Riverview Lands

sliding images: 

Over 100 years ago, the Riverview Lands were set aside to be a sanctuary and residential treatment facility for the mentally ill, and to be the site for a provincial botanical garden. Today, Riverview is the home of historic buildings and a beautiful arboretum with unique trees and plants enjoyed by the community.
From its earliest days as a residential treatment facility, the Riverview Hospital and lands have been a sanctuary for patients and a valued botanical showcase for the region. When Riverview was selected as the site of the first botanical garden in Western Canada, it set the stage for the magnificent park and world-class arboretum that today attracts the community and visitors who treasure this beautiful natural habitat. Riverview also has great significance in the history of health care in British Columbia. The architecture of the main building, the old arboretum, Finnie’s Garden and the cemetery all hold great historic significance for the community and the province.
The trees on the Riverview lands are unique in Western Canada and the Pacific Northwest and are considered by some as a world class collection of trees in Canada. The value of the individual trees is estimated at more than $50 million, but the age, variety and condition of the collection as a whole make the collection worth much more. The site also has unlimited potential as a Horticultural Centre and Provincial Botanical Garden. It is also important to preserve and enhance the natural habitat areas and streams to protect wildlife habitat and corridors and restore wetlands.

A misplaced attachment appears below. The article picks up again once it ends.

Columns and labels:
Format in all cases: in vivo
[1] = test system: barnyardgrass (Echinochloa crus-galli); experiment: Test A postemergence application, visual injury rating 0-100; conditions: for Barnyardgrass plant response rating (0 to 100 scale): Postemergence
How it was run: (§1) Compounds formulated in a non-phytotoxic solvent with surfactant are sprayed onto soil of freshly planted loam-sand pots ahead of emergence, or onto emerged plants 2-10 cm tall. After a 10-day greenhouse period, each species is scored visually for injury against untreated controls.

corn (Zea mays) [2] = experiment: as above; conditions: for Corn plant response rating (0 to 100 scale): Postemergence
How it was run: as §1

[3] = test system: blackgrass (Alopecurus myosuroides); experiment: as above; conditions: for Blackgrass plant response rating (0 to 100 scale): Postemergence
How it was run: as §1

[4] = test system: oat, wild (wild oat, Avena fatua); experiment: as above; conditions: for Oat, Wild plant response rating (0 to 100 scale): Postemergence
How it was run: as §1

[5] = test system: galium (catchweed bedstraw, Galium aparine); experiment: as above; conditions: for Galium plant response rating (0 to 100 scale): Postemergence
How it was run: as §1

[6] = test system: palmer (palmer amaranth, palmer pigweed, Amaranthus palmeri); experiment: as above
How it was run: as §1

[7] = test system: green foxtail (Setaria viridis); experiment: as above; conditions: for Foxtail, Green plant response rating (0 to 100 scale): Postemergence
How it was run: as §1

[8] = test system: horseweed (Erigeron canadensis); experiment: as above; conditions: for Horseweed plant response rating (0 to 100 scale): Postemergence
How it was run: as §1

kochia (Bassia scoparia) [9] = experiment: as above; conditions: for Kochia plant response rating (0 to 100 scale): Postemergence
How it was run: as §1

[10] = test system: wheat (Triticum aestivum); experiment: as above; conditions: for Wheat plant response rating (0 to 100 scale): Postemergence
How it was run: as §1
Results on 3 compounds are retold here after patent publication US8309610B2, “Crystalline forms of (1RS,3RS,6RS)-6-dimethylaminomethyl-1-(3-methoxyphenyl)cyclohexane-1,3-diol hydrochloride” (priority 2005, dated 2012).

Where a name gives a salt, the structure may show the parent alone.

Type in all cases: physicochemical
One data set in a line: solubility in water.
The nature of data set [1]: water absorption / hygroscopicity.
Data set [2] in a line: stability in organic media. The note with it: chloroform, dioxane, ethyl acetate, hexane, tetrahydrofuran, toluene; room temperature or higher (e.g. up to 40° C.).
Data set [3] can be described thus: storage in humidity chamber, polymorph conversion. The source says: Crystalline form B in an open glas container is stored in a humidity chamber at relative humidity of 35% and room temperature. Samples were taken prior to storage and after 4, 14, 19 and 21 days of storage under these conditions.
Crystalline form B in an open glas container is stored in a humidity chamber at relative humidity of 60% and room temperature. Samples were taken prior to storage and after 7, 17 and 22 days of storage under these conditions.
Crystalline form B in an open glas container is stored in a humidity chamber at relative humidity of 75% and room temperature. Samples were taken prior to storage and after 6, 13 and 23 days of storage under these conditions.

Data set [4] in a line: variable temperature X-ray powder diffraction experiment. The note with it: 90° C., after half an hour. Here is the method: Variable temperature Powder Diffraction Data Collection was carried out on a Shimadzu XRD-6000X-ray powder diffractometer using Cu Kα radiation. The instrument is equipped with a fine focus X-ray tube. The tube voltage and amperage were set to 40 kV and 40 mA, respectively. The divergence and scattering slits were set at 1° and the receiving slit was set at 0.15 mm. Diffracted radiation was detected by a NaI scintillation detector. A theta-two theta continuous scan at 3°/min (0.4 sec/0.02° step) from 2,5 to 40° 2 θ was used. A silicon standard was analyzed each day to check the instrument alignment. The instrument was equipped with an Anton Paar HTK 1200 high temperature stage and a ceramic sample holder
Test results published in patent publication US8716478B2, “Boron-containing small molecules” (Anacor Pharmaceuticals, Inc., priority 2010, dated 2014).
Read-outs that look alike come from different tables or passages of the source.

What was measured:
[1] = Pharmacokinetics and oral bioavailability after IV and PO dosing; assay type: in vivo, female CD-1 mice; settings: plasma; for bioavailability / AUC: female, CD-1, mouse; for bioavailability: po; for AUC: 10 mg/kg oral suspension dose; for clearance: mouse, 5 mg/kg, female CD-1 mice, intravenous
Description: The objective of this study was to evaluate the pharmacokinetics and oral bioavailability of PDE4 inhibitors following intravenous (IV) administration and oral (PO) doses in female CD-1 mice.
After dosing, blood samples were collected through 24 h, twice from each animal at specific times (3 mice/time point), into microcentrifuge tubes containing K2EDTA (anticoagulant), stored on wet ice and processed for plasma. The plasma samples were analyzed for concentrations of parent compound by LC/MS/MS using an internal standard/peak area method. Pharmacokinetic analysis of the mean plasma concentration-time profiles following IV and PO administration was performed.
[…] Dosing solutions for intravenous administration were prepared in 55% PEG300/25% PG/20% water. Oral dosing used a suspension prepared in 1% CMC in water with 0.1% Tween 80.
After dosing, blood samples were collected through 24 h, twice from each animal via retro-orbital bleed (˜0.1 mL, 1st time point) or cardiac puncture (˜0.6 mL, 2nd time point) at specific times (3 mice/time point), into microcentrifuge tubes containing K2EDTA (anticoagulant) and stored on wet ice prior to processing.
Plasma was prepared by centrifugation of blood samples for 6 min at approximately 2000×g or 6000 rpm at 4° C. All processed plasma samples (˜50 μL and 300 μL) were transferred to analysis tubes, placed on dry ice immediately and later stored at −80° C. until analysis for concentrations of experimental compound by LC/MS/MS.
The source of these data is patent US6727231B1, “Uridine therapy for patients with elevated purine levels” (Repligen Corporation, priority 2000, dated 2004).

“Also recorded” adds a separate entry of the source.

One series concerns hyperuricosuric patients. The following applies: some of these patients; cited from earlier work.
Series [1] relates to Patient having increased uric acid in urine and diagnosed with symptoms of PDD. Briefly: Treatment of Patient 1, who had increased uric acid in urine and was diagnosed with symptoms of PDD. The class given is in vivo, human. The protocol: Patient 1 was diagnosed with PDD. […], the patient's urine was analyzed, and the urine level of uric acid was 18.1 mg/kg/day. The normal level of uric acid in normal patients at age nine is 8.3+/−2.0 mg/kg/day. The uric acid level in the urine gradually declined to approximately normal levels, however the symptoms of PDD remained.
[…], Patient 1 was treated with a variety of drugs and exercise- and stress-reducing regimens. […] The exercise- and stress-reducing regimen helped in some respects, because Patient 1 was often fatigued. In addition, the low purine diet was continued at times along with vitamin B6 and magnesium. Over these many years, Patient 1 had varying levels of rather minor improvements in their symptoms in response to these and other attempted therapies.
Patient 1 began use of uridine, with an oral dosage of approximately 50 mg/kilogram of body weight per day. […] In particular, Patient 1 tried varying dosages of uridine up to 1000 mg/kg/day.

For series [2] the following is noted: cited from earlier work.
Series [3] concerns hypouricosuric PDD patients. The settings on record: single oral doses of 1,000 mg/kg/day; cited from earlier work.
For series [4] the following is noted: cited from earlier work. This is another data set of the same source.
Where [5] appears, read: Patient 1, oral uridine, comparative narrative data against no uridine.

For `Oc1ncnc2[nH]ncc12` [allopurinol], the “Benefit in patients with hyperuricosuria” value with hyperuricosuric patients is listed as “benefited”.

Riverview also contains small streams which emerge from the forest and flow down to the Coquitlam River as well as delightful natural areas, which are referred to as “Riverview’s backyard”. Because of its location, the site is also an important link in a green corridor that reaches from Colony Farm Regional Park uphill through Riverview to the coniferous forests of Coquitlam’s Mundy Park and then into a forested escarpment with connections to Burrard Inlet. Wildlife, including deer, black bear, bobcat and the occasional cougar, rely on this corridor as a place of refuge in the increasingly built-up areas of Coquitlam and Port Moody. Enjoying nature can be both enriching and uplifting as well as offering opportunities to botanize or bird. But, it seems, the landscapes of Riverview also have a special healing touch.
During 1992, the Riverview Horticultural Centre Society formed with the goal of informing the public about the beautiful Riverview Lands in Coquitlam. Their Mission Statement is: “To preserve and protect the Lands and Trees of the Riverview Hospital Site as a community oriented, financially viable centre for horticultural, educational and therapeutic activities.” In recent years the Society has broadened its mandate to include mental health issues and the history of the site.






Our Roundtable Watershed Coordinator can be reached at coordinator@coquitlamriverwatershed.ca

FOLLOW US facebooktwitterInstagramrss